Saturday, October 10, 2009

Wednesday, September 2, 2009

The Eduardo Dive

Eduardo dove. He did not call out for a penalty. Perhaps he was trying to prevent injuring himself or the goalie. But he did not try to correct the referee’s interpretation that it was a foul.

There was no legitimate contact. It was a moment that could have changed the outcome of the game — after all it gave Arsenal the first goal. A two match ban is legitimate.

However I have two problems with this rule and its implementation.

First, UEFA allows video evidence to penalize a player for something a referee did not see. But it will not allow video evidence to overturn a referee’s decision: i.e. Abidal’s and Fletcher’s suspensions from the final in Rome (both were excluded on penalties which really were not penalties). This rule on simulation and its implementation just smacks of hypocrisy.

Second, what is to stop every team from claiming ’simulation’ when a player goes down, even if ‘diving’ is the only way to arrest a referee’s attention to the fact that a foul was committed? FIFA and UEFA have come a long way from the days when two footed tackles and challenges from behind were committed. By giving fouls referees protect players from injury. The game today is played at such a fast pace, which makes it elegant and exciting, but also makes it easier for players to get injured. The game needs to protect its athletes from injury (i.e.: Eduardo, who lost a year and a half to a horrific tackle).

It seems to me that the best solution is one that FIFA has been experimenting with — putting extra officials behind the back lines in order to act as extra sets of eyes. An extra official behind the goal would have had the angle to see that the goalie in this instance made no substantial contact with Eduardo and could have advised the referee and allowed for the referee to make the correct decision: a yellow for Eduardo and play on.

To follow up on my first objection, above, the English FA will review video evidence and can increase or decrease the penalties for on pitch behavior appropriately.

Tuesday, June 23, 2009

The madness...

The St. Petersburg Times finds some insiders who are willing to speak:
The church says that Rinder, Scientology's top spokesman for decades, is an inveterate liar.

I am in the middle of reading the first part (of three), and I have two observations. (I pulled that line for the link because of its sheer perversity.)

First, this is reminiscent of the floundering of the Hare Krishnas in the early 1980s (I think I have my time frame right).

Second, this stuck out:
At 49, Miscavige is fit and tanned, his chiseled good looks accented by intense blue eyes. His frame is on the short side at 5 feet 5, but solid, with a matching, vise-like handshake.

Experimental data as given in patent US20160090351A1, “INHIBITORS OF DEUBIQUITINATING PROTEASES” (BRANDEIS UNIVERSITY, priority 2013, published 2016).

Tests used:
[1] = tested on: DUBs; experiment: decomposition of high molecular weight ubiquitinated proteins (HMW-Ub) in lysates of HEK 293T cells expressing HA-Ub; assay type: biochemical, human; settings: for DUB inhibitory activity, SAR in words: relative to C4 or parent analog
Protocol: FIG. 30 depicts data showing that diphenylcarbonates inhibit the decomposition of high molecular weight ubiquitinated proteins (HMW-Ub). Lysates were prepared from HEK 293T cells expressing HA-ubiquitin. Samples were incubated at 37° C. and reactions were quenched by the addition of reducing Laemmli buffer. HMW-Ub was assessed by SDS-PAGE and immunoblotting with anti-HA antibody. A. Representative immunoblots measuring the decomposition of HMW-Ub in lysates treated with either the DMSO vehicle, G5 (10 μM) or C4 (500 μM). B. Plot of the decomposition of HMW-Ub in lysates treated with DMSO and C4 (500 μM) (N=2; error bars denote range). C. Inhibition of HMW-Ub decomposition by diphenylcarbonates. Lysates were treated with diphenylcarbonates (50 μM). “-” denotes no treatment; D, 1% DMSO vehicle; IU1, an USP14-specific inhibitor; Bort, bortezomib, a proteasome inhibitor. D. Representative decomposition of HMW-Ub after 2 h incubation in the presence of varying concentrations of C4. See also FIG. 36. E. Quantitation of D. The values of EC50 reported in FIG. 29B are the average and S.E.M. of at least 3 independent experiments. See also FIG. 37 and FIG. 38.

The voice, resonant and strong, can transfix a crowd of thousands. Many call him "COB," because he is chairman of the board of the entity responsible for safeguarding Scientology, founded by L. Ron Hubbard in 1954.

"He is one of the most capable, intelligent individuals I've ever met," Rathbun said. "But L. Ron Hubbard says the intelligence scale doesn't necessarily line up with the sanity scale. Adolf Hitler was brilliant. Stalin was brilliant. They were geniuses. But they were also on a certain level stark, staring mad."

The idea that Hitler and Stalin were geniuses is a Nietzschian delusion: that all 'great men' are intellectually superior. It is natural to want to believe that those who achieve such power must be better, greater than everyone around them -- and while cunning and political savvy certainly are hallmarks of intelligence, there is nothing in Hitler's or Stalin's lives to suggest an extraordinary amount of it (If anything, history suggests that Stalin more paranoid and more complacent, and perhaps stupider as a result, as his position became unassailable).

Or, to put it a different way: don't confuse sociopathy with intelligence!

Wednesday, June 3, 2009

Off season (in Europe) football news

I am amazed at how much that is reported in the European press with regards to football (soccer) is unsubstantiated b.s. There are a few papers that have standards.

I should really stop paying attention. And just tune in again in the fall when the next season starts again.

Tuesday, June 2, 2009

In the battle of football pods there is only one clear winner...

This year I followed the Times of London's The Game Podcast (Never mind the fact that the podcast is impossible to find on their website) and Football Weekly from The Guardian. The Game is put out every Monday. Football Weekly has two editions, on Monday and Thursday.